Cron allows Linux and Unix users to run commands or scripts at a given date and time. You can schedule scripts to be executed periodically. Cron is one of the most useful tools in a Linux or UNIX like operating systems. It is usually used for sysadmin jobs such as backups or cleaning /tmp/ directories and more. The cron service (daemon) runs in the background and constantly checks the /etc/crontab file, and /etc/cron.*/ directories. It also checks the /var/spool/cron/ directory.


crontab command for cron jobs


You need to use the crontab command to edit/create, install, deinstall or list the cron jobs in Vixie Cron. Each user can have their own crontab file, and though these are files in /var/spool/cron/crontabs, they are not intended to be edited directly. You need to use crontab command for editing or setting up your own cron jobs.


Types of cron configuration files


There are different types of configuration files:

  • The UNIX / Linux system crontab: Usually, used by system services and critical jobs that require root-like privileges. The sixth field (see below for field description) is the name of a user for the command to run as. This gives the system crontab the ability to run commands as any user.
  • The user crontabs: User can install their own cron jobs using the crontab command. The sixth field is the command to run, and all commands run as the user who created the crontab


How Do I install or create or edit my own cron jobs?


To edit or create your own crontab file, type the following command at the UNIX / Linux shell prompt:

$ crontab -e


Do I have to restart cron after changing the crontable file?


No. Cron will examine the modification time on all crontabs and reload those which have changed. Thus cron need not be restarted whenever a crontab file is modified.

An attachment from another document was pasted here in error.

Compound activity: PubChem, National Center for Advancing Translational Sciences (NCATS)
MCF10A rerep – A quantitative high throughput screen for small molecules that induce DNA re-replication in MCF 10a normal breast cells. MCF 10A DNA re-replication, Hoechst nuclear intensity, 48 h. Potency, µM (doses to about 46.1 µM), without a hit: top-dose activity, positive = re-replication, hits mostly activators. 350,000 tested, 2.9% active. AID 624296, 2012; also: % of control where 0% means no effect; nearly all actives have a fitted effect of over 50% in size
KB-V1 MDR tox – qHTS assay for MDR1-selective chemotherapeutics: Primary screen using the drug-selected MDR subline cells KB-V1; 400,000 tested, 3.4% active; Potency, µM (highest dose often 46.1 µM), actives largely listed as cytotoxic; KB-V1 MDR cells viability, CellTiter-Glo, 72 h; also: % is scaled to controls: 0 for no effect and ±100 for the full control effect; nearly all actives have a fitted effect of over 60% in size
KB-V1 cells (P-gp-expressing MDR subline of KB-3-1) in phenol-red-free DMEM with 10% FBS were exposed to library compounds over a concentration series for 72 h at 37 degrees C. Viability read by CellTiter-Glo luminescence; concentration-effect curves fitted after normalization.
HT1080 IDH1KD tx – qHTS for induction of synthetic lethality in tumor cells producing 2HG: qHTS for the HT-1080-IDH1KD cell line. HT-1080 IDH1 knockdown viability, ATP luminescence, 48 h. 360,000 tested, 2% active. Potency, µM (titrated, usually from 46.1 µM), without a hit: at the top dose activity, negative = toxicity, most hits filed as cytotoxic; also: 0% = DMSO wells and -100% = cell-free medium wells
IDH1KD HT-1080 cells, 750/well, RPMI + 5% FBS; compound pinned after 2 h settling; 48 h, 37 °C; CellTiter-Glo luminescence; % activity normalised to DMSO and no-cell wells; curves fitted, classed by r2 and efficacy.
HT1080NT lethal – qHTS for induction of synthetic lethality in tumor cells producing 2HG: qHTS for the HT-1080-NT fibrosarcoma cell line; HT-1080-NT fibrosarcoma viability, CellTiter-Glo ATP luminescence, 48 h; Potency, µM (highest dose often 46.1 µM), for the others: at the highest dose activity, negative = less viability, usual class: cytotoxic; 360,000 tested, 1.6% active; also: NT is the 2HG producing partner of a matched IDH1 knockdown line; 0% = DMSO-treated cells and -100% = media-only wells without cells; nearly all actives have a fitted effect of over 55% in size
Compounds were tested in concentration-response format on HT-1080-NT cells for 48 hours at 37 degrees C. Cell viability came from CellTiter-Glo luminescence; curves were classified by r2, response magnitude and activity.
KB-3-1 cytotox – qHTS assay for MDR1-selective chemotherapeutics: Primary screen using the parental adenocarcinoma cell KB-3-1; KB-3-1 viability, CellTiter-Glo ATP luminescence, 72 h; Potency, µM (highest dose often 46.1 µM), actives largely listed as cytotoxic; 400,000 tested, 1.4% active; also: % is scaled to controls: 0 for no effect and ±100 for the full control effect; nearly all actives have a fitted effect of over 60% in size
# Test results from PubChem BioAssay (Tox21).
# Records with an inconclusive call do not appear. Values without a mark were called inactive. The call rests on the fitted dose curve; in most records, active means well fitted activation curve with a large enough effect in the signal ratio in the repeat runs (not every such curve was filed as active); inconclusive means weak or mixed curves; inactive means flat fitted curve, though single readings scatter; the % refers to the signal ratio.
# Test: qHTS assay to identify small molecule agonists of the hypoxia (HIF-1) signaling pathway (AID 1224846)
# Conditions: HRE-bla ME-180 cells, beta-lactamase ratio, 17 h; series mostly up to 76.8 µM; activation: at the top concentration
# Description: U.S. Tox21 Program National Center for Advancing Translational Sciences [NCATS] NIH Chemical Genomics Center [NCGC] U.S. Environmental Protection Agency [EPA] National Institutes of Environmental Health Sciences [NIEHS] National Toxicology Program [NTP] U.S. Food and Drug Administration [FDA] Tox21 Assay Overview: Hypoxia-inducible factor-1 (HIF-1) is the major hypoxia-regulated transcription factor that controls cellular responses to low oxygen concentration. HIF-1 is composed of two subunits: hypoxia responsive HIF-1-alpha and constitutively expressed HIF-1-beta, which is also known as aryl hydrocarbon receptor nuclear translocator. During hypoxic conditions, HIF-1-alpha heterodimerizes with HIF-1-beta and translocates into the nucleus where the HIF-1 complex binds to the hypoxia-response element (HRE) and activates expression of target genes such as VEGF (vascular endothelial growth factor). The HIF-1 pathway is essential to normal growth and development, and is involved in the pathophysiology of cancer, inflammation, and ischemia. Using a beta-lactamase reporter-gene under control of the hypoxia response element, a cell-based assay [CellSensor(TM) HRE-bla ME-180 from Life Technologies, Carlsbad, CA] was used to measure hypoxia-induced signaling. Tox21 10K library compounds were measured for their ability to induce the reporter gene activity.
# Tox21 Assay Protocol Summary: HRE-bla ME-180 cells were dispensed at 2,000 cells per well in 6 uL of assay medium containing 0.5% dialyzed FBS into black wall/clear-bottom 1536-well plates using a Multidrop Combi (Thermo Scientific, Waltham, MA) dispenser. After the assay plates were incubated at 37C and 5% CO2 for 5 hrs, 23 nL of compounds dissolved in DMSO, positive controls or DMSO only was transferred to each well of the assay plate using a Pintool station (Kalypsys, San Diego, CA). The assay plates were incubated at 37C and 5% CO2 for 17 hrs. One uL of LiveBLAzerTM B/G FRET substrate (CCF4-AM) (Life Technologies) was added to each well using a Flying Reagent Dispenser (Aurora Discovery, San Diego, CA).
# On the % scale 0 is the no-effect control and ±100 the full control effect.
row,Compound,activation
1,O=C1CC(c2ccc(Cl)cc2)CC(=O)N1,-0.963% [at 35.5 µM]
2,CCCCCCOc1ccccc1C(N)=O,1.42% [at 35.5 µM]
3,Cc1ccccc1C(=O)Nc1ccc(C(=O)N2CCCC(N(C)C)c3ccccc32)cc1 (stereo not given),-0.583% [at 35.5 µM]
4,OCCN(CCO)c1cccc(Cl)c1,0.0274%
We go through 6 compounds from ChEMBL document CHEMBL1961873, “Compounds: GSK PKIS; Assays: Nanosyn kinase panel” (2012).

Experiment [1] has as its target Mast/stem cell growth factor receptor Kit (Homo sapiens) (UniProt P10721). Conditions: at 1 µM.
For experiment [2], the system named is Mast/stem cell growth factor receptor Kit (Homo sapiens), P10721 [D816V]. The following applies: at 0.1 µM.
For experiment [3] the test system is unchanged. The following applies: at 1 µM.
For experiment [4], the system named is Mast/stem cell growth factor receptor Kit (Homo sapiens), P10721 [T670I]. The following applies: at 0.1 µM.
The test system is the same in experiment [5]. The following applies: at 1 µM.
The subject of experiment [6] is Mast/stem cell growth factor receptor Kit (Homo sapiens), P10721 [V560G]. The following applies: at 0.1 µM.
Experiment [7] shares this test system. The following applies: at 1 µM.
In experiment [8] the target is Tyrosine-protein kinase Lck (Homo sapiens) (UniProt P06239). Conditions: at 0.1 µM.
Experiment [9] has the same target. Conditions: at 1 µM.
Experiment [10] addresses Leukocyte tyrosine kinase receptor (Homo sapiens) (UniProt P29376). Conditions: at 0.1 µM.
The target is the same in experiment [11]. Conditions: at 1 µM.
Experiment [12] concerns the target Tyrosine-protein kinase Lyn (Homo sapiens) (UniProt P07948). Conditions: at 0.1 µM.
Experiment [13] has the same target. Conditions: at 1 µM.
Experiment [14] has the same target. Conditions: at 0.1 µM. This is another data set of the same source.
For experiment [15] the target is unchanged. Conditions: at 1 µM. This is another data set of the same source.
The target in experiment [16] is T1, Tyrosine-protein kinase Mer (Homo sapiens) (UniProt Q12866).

Syntax of crontab (field description)


The syntax is:

1 2 3 4 5 /path/to/command arg1 arg2


1 2 3 4 5 /root/



  • 1: Minute (0-59)
  • 2: Hours (0-23)
  • 3: Day (0-31)
  • 4: Month (0-12 [12 == December])
  • 5: Day of the week(0-7 [7 or 0 == sunday])
  • /path/to/command – Script or command name to schedule


Easy to remember format:

 * * * * * command to be executed
- - - - -
| | | | |
| | | | ----- Day of week (0 - 7) (Sunday=0 or 7)
| | | ------- Month (1 - 12)
| | --------- Day of month (1 - 31)
| ----------- Hour (0 - 23)
------------- Minute (0 - 59)


Your cron job looks as follows for system jobs:

1 2 3 4 5 USERNAME /path/to/command arg1 arg2


1 2 3 4 5 USERNAME /path/to/


Example: Run backup cron job script


If you wished to have a script named /root/ run every day at 3 am, your crontab entry would look like as follows. First, install your cronjob by running the following command:

# crontab -e


Append the following entry:

0 3 * * * /root/


Save and close the file.


How do I use operators?


An operator allows you to specify multiple values in a field. There are three operators:

  • The asterisk (*): This operator specifies all possible values for a field. For example, an asterisk in the hour time field would be equivalent to every hour or an asterisk in the month field would be equivalent to every month.
  • The comma (,) : This operator specifies a list of values, for example: “1,5,10,15,20, 25”.
  • The dash (-): This operator specifies a range of values, for example: “5-15” days, which is equivalent to typing “5,6,7,8,9,….,13,14,15” using the comma operator.
  • The separator (/): This operator specifies a step value, for example: “0-23/” can be used in the hour's field to specify command execution every other hour. Steps are also permitted after an asterisk, so if you want to say every two hours, just use */2.


How do I disable email output?


By default, the output of a command or a script (if any produced), will be emailed to your local email account. To stop receiving email output from crontab you need to append >/dev/null 2>&1. For example:

0 3 * * * /root/ >/dev/null 2>&1


To mail the output to particular email account let us say you need to define MAILTO variable as follows:

0 3 * * * /root/ >/dev/null 2>&1


Task: List all your cron jobs